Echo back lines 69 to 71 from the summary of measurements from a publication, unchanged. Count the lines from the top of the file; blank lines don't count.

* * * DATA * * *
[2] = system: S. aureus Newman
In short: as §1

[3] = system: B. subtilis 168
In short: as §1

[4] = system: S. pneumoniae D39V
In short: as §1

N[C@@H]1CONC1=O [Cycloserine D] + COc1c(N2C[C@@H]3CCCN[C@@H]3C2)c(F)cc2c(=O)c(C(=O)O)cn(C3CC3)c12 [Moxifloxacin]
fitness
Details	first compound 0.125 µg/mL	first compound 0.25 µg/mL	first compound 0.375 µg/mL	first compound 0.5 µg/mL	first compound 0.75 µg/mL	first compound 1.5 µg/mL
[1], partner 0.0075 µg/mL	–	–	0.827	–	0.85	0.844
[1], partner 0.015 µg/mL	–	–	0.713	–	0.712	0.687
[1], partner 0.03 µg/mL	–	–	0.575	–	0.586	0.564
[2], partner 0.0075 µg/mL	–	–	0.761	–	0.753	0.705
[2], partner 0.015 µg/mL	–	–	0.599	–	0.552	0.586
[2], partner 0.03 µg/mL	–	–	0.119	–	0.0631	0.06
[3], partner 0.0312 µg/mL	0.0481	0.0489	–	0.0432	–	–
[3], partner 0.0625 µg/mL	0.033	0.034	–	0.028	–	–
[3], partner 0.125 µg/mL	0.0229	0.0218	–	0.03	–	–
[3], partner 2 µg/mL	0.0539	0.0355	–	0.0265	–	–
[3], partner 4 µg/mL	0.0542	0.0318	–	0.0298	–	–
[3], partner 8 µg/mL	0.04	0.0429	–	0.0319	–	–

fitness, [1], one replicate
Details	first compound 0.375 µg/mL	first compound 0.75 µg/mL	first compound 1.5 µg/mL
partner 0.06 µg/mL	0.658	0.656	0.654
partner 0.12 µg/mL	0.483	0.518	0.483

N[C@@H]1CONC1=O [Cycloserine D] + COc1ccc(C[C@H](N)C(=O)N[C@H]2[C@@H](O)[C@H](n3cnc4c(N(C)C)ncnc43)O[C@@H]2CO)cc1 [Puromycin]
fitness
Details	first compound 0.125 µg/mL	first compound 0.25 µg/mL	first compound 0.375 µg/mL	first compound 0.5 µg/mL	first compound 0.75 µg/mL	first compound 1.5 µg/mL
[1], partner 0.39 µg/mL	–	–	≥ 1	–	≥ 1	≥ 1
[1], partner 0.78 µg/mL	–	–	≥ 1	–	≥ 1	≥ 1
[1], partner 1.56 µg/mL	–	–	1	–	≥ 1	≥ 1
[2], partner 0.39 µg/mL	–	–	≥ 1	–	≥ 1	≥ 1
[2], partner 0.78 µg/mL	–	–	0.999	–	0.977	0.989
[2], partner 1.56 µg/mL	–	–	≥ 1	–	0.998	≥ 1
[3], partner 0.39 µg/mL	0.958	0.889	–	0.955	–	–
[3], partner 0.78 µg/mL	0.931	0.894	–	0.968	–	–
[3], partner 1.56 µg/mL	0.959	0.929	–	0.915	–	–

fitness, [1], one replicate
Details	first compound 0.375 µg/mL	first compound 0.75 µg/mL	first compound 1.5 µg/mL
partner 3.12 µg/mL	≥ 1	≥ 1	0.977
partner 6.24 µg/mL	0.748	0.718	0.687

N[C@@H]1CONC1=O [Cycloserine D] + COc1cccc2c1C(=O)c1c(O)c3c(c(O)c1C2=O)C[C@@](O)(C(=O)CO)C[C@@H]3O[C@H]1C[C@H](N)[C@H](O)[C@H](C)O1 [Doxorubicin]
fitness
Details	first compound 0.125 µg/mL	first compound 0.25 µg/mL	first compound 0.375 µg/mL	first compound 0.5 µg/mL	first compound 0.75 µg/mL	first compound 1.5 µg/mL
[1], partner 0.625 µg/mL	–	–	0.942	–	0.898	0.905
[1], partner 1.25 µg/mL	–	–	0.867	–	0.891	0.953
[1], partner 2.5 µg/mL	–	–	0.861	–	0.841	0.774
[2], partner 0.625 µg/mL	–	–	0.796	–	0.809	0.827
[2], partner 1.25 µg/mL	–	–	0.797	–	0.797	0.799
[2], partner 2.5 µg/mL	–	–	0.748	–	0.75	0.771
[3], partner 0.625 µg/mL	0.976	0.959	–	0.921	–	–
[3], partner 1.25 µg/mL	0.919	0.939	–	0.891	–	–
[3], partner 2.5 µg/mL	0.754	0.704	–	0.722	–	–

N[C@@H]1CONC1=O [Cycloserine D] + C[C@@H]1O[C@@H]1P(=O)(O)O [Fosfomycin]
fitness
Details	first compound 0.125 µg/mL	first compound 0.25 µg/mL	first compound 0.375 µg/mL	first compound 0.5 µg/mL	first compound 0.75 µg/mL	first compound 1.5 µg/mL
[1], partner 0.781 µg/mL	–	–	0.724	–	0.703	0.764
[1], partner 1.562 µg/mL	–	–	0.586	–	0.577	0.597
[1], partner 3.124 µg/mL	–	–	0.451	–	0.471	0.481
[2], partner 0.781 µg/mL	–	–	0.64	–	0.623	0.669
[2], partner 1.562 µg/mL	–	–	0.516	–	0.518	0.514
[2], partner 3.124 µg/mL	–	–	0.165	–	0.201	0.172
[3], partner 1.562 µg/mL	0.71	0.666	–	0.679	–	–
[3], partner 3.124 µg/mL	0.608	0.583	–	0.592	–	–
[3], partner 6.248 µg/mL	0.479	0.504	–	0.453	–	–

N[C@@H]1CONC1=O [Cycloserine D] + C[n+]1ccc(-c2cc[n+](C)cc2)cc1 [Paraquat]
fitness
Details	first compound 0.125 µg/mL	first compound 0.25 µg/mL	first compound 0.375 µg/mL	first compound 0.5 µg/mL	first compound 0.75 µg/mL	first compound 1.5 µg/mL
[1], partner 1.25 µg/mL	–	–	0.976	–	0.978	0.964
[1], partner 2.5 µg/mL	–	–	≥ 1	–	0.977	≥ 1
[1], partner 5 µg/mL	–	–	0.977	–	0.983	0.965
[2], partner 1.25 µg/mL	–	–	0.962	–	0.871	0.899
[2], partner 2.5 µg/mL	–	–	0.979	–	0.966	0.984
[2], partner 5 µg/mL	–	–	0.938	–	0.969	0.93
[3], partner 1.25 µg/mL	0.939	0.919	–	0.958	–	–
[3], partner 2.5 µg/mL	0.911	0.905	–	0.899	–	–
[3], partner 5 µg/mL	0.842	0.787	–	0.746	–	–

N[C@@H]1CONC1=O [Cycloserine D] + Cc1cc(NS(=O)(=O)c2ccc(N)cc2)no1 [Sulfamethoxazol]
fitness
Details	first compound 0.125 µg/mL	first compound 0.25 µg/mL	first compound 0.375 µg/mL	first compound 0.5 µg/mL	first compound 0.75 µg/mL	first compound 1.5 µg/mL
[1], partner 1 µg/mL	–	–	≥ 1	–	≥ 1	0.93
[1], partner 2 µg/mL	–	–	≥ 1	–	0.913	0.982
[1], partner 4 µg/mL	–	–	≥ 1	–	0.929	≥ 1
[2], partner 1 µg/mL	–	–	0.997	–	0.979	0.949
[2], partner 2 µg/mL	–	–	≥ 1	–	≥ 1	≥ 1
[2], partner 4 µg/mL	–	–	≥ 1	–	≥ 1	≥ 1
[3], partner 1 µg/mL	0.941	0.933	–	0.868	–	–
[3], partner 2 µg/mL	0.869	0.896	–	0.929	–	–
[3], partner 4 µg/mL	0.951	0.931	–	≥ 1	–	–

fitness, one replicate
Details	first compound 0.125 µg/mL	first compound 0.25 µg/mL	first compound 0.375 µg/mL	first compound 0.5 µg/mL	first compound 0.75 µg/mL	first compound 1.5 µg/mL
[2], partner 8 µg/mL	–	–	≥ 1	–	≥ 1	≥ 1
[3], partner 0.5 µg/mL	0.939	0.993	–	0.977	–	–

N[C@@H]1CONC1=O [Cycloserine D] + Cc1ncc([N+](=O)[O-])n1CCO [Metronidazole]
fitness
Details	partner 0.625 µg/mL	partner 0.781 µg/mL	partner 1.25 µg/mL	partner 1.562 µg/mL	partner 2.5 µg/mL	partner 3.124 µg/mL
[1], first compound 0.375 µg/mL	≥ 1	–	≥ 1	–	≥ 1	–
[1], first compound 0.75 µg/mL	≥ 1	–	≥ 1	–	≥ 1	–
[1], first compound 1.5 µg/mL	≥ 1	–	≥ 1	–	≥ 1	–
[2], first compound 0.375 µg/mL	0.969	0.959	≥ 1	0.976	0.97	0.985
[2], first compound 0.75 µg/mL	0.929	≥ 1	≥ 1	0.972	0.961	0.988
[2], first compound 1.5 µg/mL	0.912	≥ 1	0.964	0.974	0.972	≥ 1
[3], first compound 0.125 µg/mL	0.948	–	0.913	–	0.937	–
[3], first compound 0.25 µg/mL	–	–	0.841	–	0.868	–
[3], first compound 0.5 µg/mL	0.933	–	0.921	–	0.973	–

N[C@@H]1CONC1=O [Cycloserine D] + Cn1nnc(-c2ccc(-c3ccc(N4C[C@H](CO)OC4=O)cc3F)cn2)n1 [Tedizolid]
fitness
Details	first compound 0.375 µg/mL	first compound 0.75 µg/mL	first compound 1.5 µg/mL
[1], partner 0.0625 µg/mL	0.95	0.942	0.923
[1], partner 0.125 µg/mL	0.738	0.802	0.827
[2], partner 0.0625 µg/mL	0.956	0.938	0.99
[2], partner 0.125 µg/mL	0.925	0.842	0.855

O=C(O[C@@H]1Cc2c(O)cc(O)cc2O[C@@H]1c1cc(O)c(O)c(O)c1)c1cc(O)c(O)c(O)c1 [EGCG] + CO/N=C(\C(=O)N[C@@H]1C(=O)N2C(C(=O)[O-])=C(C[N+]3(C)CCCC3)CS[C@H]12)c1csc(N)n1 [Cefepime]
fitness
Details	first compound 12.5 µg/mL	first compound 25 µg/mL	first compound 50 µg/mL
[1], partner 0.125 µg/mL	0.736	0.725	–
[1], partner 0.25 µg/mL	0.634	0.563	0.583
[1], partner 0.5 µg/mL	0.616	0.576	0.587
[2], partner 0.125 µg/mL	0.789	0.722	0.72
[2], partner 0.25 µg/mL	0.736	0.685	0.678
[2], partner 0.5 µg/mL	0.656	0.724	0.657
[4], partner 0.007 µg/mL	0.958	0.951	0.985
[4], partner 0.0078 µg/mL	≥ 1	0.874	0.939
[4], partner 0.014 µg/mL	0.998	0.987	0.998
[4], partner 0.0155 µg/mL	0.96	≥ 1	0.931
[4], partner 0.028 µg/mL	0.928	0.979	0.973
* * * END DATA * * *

[1], partner 1.25 µg/mL	–	–	0.976	–	0.978	0.964
[1], partner 2.5 µg/mL	–	–	≥ 1	–	0.977	≥ 1
[1], partner 5 µg/mL	–	–	0.977	–	0.983	0.965